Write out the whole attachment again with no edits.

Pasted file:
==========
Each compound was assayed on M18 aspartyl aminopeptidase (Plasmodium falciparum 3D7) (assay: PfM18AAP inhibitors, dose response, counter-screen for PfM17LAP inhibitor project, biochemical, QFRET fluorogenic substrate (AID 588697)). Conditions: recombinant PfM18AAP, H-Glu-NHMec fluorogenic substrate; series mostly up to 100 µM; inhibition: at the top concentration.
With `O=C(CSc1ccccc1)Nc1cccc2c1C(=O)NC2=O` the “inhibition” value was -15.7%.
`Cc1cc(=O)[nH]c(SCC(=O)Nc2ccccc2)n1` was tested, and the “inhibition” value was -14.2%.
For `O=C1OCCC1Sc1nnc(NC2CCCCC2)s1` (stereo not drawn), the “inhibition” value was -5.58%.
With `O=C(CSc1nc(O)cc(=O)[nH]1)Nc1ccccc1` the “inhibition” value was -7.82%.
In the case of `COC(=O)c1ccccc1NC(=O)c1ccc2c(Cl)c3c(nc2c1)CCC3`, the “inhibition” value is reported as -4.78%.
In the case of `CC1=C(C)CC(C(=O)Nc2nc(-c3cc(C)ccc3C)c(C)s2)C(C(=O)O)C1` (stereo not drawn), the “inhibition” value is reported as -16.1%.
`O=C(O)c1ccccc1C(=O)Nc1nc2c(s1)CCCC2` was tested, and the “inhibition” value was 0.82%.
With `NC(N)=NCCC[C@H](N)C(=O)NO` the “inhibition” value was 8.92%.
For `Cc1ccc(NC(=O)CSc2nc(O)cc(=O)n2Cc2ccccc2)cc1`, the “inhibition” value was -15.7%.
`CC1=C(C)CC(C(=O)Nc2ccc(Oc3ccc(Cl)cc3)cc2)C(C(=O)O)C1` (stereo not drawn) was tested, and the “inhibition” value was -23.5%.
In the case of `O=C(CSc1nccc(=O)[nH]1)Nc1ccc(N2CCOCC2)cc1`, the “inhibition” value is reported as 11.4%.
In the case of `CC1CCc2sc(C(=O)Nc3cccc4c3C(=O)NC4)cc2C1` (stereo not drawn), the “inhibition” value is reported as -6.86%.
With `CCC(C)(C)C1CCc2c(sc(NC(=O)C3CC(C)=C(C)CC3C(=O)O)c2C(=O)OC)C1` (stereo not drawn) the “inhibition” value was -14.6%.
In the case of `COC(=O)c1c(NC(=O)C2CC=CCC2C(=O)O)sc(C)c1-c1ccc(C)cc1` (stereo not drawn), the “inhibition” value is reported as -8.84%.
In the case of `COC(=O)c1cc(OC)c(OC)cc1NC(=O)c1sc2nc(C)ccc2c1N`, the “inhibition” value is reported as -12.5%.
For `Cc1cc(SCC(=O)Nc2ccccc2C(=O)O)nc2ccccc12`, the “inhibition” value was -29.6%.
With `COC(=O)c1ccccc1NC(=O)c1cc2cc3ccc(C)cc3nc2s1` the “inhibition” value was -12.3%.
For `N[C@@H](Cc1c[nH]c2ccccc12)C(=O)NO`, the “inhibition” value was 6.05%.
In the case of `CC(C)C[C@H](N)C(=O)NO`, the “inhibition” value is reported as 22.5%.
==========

Each compound was assayed on M18 aspartyl aminopeptidase (Plasmodium falciparum 3D7) (assay: PfM18AAP inhibitors, dose response, counter-screen for PfM17LAP inhibitor project, biochemical, QFRET fluorogenic substrate (AID 588697)). Conditions: recombinant PfM18AAP, H-Glu-NHMec fluorogenic substrate; series mostly up to 100 µM; inhibition: at the top concentration.
With `O=C(CSc1ccccc1)Nc1cccc2c1C(=O)NC2=O` the “inhibition” value was -15.7%.
`Cc1cc(=O)[nH]c(SCC(=O)Nc2ccccc2)n1` was tested, and the “inhibition” value was -14.2%.
For `O=C1OCCC1Sc1nnc(NC2CCCCC2)s1` (stereo not drawn), the “inhibition” value was -5.58%.
With `O=C(CSc1nc(O)cc(=O)[nH]1)Nc1ccccc1` the “inhibition” value was -7.82%.
In the case of `COC(=O)c1ccccc1NC(=O)c1ccc2c(Cl)c3c(nc2c1)CCC3`, the “inhibition” value is reported as -4.78%.
In the case of `CC1=C(C)CC(C(=O)Nc2nc(-c3cc(C)ccc3C)c(C)s2)C(C(=O)O)C1` (stereo not drawn), the “inhibition” value is reported as -16.1%.
`O=C(O)c1ccccc1C(=O)Nc1nc2c(s1)CCCC2` was tested, and the “inhibition” value was 0.82%.
With `NC(N)=NCCC[C@H](N)C(=O)NO` the “inhibition” value was 8.92%.
For `Cc1ccc(NC(=O)CSc2nc(O)cc(=O)n2Cc2ccccc2)cc1`, the “inhibition” value was -15.7%.
`CC1=C(C)CC(C(=O)Nc2ccc(Oc3ccc(Cl)cc3)cc2)C(C(=O)O)C1` (stereo not drawn) was tested, and the “inhibition” value was -23.5%.
In the case of `O=C(CSc1nccc(=O)[nH]1)Nc1ccc(N2CCOCC2)cc1`, the “inhibition” value is reported as 11.4%.
In the case of `CC1CCc2sc(C(=O)Nc3cccc4c3C(=O)NC4)cc2C1` (stereo not drawn), the “inhibition” value is reported as -6.86%.
With `CCC(C)(C)C1CCc2c(sc(NC(=O)C3CC(C)=C(C)CC3C(=O)O)c2C(=O)OC)C1` (stereo not drawn) the “inhibition” value was -14.6%.
In the case of `COC(=O)c1c(NC(=O)C2CC=CCC2C(=O)O)sc(C)c1-c1ccc(C)cc1` (stereo not drawn), the “inhibition” value is reported as -8.84%.
In the case of `COC(=O)c1cc(OC)c(OC)cc1NC(=O)c1sc2nc(C)ccc2c1N`, the “inhibition” value is reported as -12.5%.
For `Cc1cc(SCC(=O)Nc2ccccc2C(=O)O)nc2ccccc12`, the “inhibition” value was -29.6%.
With `COC(=O)c1ccccc1NC(=O)c1cc2cc3ccc(C)cc3nc2s1` the “inhibition” value was -12.3%.
For `N[C@@H](Cc1c[nH]c2ccccc12)C(=O)NO`, the “inhibition” value was 6.05%.
In the case of `CC(C)C[C@H](N)C(=O)NO`, the “inhibition” value is reported as 22.5%.